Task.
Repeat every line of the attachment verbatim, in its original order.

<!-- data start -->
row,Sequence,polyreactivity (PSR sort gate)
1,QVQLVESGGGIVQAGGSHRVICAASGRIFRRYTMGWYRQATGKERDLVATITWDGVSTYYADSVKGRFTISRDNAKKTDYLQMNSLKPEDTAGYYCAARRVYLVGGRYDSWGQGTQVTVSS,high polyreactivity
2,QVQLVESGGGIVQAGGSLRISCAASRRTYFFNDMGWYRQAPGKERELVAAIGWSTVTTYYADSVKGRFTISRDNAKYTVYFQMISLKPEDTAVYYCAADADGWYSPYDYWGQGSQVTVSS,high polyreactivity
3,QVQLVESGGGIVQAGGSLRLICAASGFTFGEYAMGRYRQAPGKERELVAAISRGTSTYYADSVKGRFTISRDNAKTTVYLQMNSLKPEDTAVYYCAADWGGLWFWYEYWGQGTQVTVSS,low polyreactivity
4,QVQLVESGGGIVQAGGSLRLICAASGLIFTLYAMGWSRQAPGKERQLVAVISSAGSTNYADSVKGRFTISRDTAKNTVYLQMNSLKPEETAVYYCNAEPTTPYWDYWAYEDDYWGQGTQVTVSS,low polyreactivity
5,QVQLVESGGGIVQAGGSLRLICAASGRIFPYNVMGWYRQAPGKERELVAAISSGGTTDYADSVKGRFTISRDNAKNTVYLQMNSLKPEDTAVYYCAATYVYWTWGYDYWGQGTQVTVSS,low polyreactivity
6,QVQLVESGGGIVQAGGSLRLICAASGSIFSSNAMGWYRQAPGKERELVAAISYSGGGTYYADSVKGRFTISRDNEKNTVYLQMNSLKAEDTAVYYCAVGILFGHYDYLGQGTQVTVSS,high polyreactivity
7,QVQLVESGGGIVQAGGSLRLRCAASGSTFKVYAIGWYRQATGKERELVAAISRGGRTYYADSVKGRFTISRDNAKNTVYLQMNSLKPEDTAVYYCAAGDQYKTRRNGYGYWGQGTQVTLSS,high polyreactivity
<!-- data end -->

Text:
row,Sequence,polyreactivity (PSR sort gate)
1,QVQLVESGGGIVQAGGSHRVICAASGRIFRRYTMGWYRQATGKERDLVATITWDGVSTYYADSVKGRFTISRDNAKKTDYLQMNSLKPEDTAGYYCAARRVYLVGGRYDSWGQGTQVTVSS,high polyreactivity
2,QVQLVESGGGIVQAGGSLRISCAASRRTYFFNDMGWYRQAPGKERELVAAIGWSTVTTYYADSVKGRFTISRDNAKYTVYFQMISLKPEDTAVYYCAADADGWYSPYDYWGQGSQVTVSS,high polyreactivity
3,QVQLVESGGGIVQAGGSLRLICAASGFTFGEYAMGRYRQAPGKERELVAAISRGTSTYYADSVKGRFTISRDNAKTTVYLQMNSLKPEDTAVYYCAADWGGLWFWYEYWGQGTQVTVSS,low polyreactivity
4,QVQLVESGGGIVQAGGSLRLICAASGLIFTLYAMGWSRQAPGKERQLVAVISSAGSTNYADSVKGRFTISRDTAKNTVYLQMNSLKPEETAVYYCNAEPTTPYWDYWAYEDDYWGQGTQVTVSS,low polyreactivity
5,QVQLVESGGGIVQAGGSLRLICAASGRIFPYNVMGWYRQAPGKERELVAAISSGGTTDYADSVKGRFTISRDNAKNTVYLQMNSLKPEDTAVYYCAATYVYWTWGYDYWGQGTQVTVSS,low polyreactivity
6,QVQLVESGGGIVQAGGSLRLICAASGSIFSSNAMGWYRQAPGKERELVAAISYSGGGTYYADSVKGRFTISRDNEKNTVYLQMNSLKAEDTAVYYCAVGILFGHYDYLGQGTQVTVSS,high polyreactivity
7,QVQLVESGGGIVQAGGSLRLRCAASGSTFKVYAIGWYRQATGKERELVAAISRGGRTYYADSVKGRFTISRDNAKNTVYLQMNSLKPEDTAVYYCAAGDQYKTRRNGYGYWGQGTQVTLSS,high polyreactivity